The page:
Holidays abroad this summer unlikely for most Britons, scientist warns

By Sarah Young. LONDON (Reuters) – Holidays abroad are “extremely unlikely” for most Britons this summer due to the risk of importing new variants of COVID-19, a scientist who advises the government said on Saturday, leaving airlines and travel companies bracing for a second lost peak season.
03/20/2021
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LONDON (Reuters) – Holidays abroad are “extremely unlikely” for most Britons this summer due to the risk of importing new variants of COVID-19, a scientist who advises the government said on Saturday, leaving airlines and travel companies bracing for a second lost peak season.

Britain has banned travel for most people during the current lockdown and has said overseas holidays will not be allowed until May 17 at the earliest.

But Mike Tildesley, a scientist on a government advisory body, said the risk of importing vaccine-resistant variants back into the UK would likely scupper the nation’s annual getaway.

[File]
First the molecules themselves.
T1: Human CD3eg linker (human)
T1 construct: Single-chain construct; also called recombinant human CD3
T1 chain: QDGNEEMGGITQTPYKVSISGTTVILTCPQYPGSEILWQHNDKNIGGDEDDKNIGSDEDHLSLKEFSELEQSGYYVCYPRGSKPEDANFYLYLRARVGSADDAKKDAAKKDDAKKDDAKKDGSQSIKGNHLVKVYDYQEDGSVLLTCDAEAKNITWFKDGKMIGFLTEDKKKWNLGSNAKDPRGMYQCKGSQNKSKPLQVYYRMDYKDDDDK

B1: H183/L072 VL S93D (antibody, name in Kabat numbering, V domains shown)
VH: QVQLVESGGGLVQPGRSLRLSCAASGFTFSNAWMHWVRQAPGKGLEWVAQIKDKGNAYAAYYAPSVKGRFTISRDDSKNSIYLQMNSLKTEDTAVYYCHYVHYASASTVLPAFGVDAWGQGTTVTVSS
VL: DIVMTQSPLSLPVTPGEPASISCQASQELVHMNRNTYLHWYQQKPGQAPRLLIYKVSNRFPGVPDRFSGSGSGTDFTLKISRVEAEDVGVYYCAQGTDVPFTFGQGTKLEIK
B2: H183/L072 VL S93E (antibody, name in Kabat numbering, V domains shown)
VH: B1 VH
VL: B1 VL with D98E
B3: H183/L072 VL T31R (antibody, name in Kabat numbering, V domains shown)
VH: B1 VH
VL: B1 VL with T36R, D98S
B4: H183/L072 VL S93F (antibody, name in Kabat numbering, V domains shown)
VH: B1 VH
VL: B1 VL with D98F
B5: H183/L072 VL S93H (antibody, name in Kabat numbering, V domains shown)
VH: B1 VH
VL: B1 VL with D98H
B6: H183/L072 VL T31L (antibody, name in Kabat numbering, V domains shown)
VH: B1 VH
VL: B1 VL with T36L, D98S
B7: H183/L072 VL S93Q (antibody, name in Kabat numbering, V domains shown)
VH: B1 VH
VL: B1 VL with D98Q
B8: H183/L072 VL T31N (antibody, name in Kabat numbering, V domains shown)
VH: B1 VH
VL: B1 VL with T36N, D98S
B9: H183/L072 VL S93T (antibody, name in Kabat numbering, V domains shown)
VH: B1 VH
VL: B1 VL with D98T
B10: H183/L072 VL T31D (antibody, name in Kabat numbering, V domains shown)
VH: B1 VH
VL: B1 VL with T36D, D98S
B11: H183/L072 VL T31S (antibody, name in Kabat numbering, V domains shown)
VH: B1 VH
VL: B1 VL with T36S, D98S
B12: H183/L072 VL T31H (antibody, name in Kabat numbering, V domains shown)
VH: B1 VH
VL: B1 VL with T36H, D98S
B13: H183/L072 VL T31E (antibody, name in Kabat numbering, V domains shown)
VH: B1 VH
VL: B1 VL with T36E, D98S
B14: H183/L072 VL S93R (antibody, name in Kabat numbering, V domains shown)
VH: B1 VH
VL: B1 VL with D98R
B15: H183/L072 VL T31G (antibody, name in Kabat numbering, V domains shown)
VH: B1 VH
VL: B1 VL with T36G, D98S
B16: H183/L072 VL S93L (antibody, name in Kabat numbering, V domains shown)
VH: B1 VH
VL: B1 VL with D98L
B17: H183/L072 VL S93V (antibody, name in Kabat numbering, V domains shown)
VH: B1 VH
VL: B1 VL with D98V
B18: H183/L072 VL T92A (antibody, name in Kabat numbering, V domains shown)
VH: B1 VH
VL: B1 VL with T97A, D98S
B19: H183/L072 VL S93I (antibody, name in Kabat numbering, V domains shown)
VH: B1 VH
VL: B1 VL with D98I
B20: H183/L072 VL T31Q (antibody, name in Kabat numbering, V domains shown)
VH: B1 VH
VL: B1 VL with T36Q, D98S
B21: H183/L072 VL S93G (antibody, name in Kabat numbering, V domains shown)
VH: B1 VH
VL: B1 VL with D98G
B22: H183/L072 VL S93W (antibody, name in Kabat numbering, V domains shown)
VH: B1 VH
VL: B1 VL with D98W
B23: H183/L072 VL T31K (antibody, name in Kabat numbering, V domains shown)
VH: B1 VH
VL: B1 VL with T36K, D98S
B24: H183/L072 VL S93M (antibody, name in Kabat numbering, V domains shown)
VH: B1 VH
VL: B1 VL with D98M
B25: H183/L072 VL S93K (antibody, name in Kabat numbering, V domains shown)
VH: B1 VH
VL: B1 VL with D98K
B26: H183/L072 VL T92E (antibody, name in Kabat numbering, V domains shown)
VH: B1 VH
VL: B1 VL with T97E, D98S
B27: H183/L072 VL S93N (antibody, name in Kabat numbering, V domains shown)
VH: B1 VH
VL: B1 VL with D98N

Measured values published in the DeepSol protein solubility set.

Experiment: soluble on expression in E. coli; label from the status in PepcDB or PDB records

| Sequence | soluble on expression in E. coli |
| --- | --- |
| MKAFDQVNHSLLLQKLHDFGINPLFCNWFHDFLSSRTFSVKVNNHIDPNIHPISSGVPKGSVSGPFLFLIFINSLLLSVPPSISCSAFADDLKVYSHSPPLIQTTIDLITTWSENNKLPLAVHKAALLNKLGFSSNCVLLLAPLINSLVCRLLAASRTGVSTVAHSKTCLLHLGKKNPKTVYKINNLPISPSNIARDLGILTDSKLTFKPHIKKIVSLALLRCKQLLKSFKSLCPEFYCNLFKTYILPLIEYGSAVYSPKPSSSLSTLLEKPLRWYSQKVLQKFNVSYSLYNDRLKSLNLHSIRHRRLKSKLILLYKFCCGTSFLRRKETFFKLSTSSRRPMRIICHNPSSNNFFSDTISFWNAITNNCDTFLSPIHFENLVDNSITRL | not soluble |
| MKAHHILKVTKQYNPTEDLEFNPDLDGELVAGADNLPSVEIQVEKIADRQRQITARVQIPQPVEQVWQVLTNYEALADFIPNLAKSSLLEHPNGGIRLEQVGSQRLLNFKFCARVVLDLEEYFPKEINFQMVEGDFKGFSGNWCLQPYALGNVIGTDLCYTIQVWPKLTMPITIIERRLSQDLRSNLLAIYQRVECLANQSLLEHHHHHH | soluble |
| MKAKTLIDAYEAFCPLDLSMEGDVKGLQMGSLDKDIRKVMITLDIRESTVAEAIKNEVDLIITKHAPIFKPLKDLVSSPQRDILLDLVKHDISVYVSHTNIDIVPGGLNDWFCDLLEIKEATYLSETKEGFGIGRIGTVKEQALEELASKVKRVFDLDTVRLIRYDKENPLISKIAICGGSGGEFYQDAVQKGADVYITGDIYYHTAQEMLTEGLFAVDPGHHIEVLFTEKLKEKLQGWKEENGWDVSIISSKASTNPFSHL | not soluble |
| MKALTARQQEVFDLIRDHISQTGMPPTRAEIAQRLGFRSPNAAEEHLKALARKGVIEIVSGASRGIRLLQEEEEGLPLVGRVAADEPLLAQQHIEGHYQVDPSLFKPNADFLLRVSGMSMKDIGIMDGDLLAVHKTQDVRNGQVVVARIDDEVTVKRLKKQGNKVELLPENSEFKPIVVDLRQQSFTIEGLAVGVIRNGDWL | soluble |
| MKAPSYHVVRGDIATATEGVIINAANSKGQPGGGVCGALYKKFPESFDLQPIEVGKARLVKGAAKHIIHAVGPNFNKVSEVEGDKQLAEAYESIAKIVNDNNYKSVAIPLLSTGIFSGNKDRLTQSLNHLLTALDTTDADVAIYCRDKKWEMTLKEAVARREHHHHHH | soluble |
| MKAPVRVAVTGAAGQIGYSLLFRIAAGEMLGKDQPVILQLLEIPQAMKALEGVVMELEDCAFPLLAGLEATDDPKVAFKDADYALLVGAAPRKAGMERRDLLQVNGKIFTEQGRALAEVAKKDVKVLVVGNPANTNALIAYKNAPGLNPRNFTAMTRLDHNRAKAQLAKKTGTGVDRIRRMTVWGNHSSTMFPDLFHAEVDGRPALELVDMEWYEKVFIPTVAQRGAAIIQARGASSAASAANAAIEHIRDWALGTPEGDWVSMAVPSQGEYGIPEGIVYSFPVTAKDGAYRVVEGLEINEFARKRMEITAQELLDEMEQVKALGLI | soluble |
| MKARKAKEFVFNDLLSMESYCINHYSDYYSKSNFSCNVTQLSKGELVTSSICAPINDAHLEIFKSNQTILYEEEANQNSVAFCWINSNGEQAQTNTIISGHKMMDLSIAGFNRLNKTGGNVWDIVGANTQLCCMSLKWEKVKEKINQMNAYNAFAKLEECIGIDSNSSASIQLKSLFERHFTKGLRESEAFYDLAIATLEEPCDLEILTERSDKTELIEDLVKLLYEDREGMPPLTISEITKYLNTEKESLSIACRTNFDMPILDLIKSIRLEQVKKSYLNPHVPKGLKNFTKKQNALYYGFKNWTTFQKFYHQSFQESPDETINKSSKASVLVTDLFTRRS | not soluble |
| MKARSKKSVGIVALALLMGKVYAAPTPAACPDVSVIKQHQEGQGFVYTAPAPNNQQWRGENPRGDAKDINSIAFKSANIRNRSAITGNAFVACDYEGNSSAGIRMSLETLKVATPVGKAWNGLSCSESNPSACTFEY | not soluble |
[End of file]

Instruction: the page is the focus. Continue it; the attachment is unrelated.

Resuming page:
“I think international travel this summer is, for the average holidaymaker, sadly I think, extremely unlikely,” Tildesley, a professor of infectious disease modelling at the University of Warwick, told BBC Radio on Saturday.

His warning is a further setback for the travel industry’s recovery prospects during the peak vacation season.

Airlines and holiday companies such as British Airways (part of International Consolidated Airlines), easyJet and TUI are desperate for travel to resume after a year of COVID-19 restrictions which has left them struggling financially.

Tildesley, a member of the Scientific Pandemic Influenza Modelling group which reports into the government’s Scientific Advisory Group for Emergencies (SAGE), said travel overseas and the variants that could be imported could undermine Britain’s vaccine programme.

“I think we are running a real risk if we do start to have lots of people going overseas in July, for instance, and August, because of the potential for bringing more of these new variants back into the country,” Tildesley said.

Britain has already given half of its adult population a first vaccination, putting it far ahead of the rest of Europe, but existing vaccines are thought to be not as effective against some variants now surging in parts of Europe.

(Reporting by Sarah Young; Editing by David Holmes)

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